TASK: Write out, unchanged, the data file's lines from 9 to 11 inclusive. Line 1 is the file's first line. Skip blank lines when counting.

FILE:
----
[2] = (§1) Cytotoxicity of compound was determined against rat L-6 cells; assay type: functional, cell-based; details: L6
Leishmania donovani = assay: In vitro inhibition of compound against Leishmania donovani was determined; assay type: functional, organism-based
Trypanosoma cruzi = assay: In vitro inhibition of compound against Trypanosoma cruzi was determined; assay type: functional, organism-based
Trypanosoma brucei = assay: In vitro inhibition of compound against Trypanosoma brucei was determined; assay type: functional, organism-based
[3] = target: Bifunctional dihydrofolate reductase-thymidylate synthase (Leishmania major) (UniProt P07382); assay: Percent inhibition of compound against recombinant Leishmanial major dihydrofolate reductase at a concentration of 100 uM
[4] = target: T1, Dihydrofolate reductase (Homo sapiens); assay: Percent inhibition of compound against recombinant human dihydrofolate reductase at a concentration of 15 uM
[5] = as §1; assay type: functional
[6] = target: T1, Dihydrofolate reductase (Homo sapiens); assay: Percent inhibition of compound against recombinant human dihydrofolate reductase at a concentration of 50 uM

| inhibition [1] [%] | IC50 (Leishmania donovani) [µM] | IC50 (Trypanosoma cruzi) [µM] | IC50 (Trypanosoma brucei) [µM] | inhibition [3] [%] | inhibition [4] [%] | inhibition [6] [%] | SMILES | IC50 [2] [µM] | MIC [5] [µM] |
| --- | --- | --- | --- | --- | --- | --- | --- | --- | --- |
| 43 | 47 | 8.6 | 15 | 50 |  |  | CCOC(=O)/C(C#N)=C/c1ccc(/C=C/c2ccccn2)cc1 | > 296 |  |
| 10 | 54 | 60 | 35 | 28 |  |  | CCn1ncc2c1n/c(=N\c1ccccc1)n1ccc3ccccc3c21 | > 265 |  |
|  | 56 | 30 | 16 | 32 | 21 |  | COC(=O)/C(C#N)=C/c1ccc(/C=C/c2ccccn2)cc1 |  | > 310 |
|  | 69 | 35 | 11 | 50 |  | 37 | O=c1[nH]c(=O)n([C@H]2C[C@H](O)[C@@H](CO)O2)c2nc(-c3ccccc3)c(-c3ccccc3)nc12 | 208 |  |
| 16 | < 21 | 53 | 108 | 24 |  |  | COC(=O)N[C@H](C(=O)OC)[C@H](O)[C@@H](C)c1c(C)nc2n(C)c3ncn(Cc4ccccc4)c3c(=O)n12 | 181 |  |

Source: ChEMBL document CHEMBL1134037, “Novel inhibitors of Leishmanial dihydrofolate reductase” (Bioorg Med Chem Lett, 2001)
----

| inhibition [1] [%] | IC50 (Leishmania donovani) [µM] | IC50 (Trypanosoma cruzi) [µM] | IC50 (Trypanosoma brucei) [µM] | inhibition [3] [%] | inhibition [4] [%] | inhibition [6] [%] | SMILES | IC50 [2] [µM] | MIC [5] [µM] |
| --- | --- | --- | --- | --- | --- | --- | --- | --- | --- |
| 43 | 47 | 8.6 | 15 | 50 |  |  | CCOC(=O)/C(C#N)=C/c1ccc(/C=C/c2ccccn2)cc1 | > 296 |  |